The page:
Find a great variety of ways of asking questions which make 8.

Start with four numbers at the corners of a square and put the total of two corners in the middle of that side. Keep going... Can you estimate what the size of the last four numbers will be?

If each of these three shapes has a value, can you find the totals of the combinations? Perhaps you can use the shapes to make the given totals?

Can you go through this maze so that the numbers you pass add to exactly 100?

Cherri, Saxon, Mel and Paul are friends. They are all different ages. Can you find out the age of each friend using the information?

I was looking at the number plate of a car parked outside. Using my special code S208VBJ adds to 65. Can you crack my code and use it to find out what both of these number plates add up to?

Find out why these matrices are magic. Can you work out how they were made? Can you make your own Magic Matrix?

Investigate the different distances of these car journeys and find out how long they take.

Can you score 100 by throwing rings on this board? Is there more than way to do it?

Number problems at primary level that may require resilience.

Using the statements, can you work out how many of each type of rabbit there are in these pens?

In sheep talk the only letters used are B and A. A sequence of words is formed by following certain rules. What do you notice when you count the letters in each word?

On the planet Vuv there are two sorts of creatures. The Zios have 3 legs and the Zepts have 7 legs. The great planetary explorer Nico counted 52 legs. How many Zios and how many Zepts were there?

There are 78 prisoners in a square cell block of twelve cells. The clever prison warder arranged them so there were 25 along each wall of the prison block. How did he do it?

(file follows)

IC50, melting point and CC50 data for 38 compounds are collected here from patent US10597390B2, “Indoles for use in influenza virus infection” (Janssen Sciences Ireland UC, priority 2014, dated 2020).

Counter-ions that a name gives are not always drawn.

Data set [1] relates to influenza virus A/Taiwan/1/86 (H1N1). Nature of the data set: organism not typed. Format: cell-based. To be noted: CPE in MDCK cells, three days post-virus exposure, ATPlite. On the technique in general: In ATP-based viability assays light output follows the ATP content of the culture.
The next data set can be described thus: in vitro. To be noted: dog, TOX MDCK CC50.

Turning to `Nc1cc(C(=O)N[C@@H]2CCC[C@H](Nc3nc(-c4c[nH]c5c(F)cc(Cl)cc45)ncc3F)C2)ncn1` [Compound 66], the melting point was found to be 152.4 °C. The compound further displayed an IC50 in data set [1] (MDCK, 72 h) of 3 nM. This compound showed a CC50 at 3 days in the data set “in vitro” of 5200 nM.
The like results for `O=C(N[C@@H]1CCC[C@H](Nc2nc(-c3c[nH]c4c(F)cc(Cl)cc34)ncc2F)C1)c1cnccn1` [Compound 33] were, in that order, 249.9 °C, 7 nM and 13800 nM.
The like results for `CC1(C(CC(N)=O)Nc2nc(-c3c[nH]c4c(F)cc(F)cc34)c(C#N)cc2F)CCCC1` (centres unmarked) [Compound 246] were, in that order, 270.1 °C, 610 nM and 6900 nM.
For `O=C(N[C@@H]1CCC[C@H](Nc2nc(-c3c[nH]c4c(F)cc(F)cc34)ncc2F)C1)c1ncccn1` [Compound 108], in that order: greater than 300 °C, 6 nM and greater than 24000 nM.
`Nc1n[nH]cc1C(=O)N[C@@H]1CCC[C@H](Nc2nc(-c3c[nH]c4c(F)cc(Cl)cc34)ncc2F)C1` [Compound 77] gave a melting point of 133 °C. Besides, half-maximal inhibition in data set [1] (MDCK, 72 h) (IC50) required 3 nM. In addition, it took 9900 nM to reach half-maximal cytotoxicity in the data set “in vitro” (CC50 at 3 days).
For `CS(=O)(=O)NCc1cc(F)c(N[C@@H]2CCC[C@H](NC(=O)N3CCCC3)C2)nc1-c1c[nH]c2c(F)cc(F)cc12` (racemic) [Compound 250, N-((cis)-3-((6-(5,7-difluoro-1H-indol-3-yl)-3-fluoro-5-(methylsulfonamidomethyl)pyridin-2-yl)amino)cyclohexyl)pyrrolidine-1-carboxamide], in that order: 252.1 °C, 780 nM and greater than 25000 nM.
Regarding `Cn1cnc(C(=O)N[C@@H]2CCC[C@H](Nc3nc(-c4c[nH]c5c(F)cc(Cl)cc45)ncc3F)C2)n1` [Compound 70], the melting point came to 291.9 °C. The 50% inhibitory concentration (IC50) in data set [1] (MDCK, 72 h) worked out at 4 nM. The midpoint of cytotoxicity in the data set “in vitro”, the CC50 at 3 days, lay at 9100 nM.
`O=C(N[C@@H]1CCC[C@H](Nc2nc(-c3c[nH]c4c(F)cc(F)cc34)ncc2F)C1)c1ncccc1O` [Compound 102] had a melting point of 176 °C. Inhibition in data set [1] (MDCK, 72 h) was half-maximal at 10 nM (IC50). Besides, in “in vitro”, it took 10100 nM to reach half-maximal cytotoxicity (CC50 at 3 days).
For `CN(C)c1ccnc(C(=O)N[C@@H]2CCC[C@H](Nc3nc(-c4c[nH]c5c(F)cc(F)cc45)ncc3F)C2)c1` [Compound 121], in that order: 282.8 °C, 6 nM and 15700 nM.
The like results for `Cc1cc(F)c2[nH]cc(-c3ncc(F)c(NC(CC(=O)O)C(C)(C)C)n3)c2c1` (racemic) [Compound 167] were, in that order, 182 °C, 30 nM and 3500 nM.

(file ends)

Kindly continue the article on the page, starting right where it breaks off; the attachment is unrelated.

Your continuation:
On a calculator, make 15 by using only the 2 key and any of the four operations keys. How many ways can you find to do it?

Put a number at the top of the machine and collect a number at the bottom. What do you get? Which numbers get back to themselves?

Zumf makes spectacles for the residents of the planet Zargon, who have either 3 eyes or 4 eyes. How many lenses will Zumf need to make all the different orders for 9 families?

Annie cut this numbered cake into 3 pieces with 3 cuts so that the numbers on each piece added to the same total. Where were the cuts and what fraction of the whole cake was each piece?

These sixteen children are standing in four lines of four, one behind the other. They are each holding a card with a number on it. Can you work out the missing numbers?

Arrange eight of the numbers between 1 and 9 in the Polo Square below so that each side adds to the same total.

If the numbers 5, 7 and 4 go into this function machine, what numbers will come out?

On the table there is a pile of oranges and lemons that weighs exactly one kilogram. Using the information, can you work out how many lemons there are?

In this section from a calendar, put a square box around the 1st, 2nd, 8th and 9th. Add all the pairs of numbers. What do you notice about the answers?

Number problems at primary level that require careful consideration.

These alphabet bricks are painted in a special way. A is on one brick, B on two bricks, and so on. How many bricks will be painted by the time they have got to other letters of the alphabet?